153 fish (v11). It’s a strange number to make note of since there doesn’t appear to be a clear biblical allusion here. If it were 144, we might talk about the 12 tribes of Israel, 12 times over! If it were 7 or 11 or 22, we might have things to say about this number. If I were crazy, I might try and join different numbers together to come up with 153 and therefore the meaning of this number. Seriously, I can’t even imagine what numbers go together to make it! But what about this: it was actually 153 fish (not 152 or 154) because this really happened and they counted them and this was the number. Secondly, it was a number large enough to say that the nets should have broken with the load. Logic says that this number was too much. But the reality is that Jesus directed them to catch more fish than they could possibly plan to carry. Jesus is sending these men out to make more disciples. How many should they try and get? One more each? Twelve each? How about as many as they can reach and trust Jesus that it will work. How big should our church get? How big should your Growth Group be? Is it right to put a ceiling on these things or should we just obey Jesus and make as many disciples as we can and trust God with the pragmatics? Or is it true that we don’t actually have our nets in the water? If knowing Jesus is a matter of life and death and we have the life raft, lets find as many people as we can and get them into the raft with us! It might get squishy and we may have to adjust what we do at church but this is about life and death, right?

“This was now the third time Jesus appeared to his disciples after he was raised from the dead.” v14. See 20:19 and 26.

“Jesus said to Simon Peter, ‘Do you love me more than these?’” v15 By ‘these’, I think Jesus is talking about the fish. The question from Jesus is about where Peter’s first love is. Is it fishing, fish, the lake, eating food, or is it his Lord and Saviour? Good question.

“Peter was hurt because Jesus asked him the third time, “Do you love me?” v17. There’s a clear parallel between these three questions and the three denials of Peter. I bet it hurt Jesus to be denied three times. John was not the only disciple whom Jesus loved. He loved Peter too. He invite him to repent in a most personal way. This was Jesus’ relationship with Peter. I’m reminded that my salvation is not simply from ‘sin.’ My salvation is from my rebellion and my failings to love God with all my heart. Thank God that he is ready, able and willing to receive us back after we betray him.

“Feed my lambs… Take care of my sheep… Feed my sheep” v15-17. I find it interesting the Jesus uses a feeding metaphor rather than a fishing metaphor. He told the disciples, in Matthew 5, that he would make them fishers of men. Jesus could have repeated that here: if you love me more than these fish, then go and fish for men. But he focuses on the image of eating or being fed. Jesus asks Peter to feed others only after Jesus has fed Peter first. Not during the meal or before it but after. Just as Peter has been fed, so go and feed Jesus’ flock. Take care of them. You be the man now Peter. I’m promoting you from disciple only to disciple-maker. The close of John’s gospel is about Jesus calling his disciples again, but this time to lead the world toward Jesus.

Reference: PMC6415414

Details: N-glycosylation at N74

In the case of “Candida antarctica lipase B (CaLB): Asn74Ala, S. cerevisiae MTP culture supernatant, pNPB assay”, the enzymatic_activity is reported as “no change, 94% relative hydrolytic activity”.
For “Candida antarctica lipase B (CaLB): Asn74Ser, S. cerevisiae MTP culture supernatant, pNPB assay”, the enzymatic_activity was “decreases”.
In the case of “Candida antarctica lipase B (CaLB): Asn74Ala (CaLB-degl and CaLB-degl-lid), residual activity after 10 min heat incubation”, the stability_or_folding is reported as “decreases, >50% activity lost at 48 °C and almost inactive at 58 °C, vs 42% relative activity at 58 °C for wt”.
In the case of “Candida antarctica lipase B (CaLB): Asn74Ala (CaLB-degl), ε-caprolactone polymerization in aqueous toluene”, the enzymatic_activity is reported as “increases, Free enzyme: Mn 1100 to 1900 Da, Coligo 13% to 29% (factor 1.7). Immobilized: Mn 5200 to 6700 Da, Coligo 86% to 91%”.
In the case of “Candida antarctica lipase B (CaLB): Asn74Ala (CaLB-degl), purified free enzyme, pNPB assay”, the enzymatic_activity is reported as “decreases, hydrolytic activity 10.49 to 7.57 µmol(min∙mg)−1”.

“Lord, what about him?” v21. Peter took a moment to ask Jesus about another disciple who was clearly loved by Jesus. He wanted to compare himself with John and ask what will happen to him. Although it’s not a terrible question, the response from Jesus is clear: what is that to you? I’m telling you to follow me. Don’t worry about what I’m doing with him. That’s between me and him. What you need to concern yourself with is following me. Just follow me. Don’t be distracted. Don’t be envious or proud. Just love me and obey my commands – follow me.

“If every one of the things Jesus did were written down…” v25 It must have been a hard project to know what exactly to write about with Jesus. I can’t believe that these men spent three years with him and only wrote so little! Any biography written these days would have been massive. Probably the whole width of the bible. But John didn’t write a biography of Jesus. He wrote a paper to convince us that Jesus Christ is the Son of God and that believing we may have life in his name.

Paul writes of other occasions when Jesus met with people after the resurrection (1 Cor 15:3-8). Luke also writes of more encounters on the day of the resurrection (Luke 24). Matthew, Mark and Luke all contain events that were not described by John and John included events not mentioned by them.  We want to keep using the principle of listening to what John writes for John’s purpose. He has selected which events to write about. We have eternity to get to know Jesus better, but John has given us the way to receive eternal life!


The old has gone and the new has come. It is time for the disciples to put aside old things and begin their mission of raising the people of God. The age of doing our own thing for ourselves has gone and now is the age to feed others as Christ has fed us. It’s time to mature and lead others to Christ. Knowing that we are loved by Jesus, grow in his love, confident of his calling, and go and make disciples.


  1. Do you love Jesus more than…? What element of your life before Christ might you be putting ahead of Jesus? Are there goals, habits, passions that you have in this life which Jesus is asking you to put behind you now and follow him?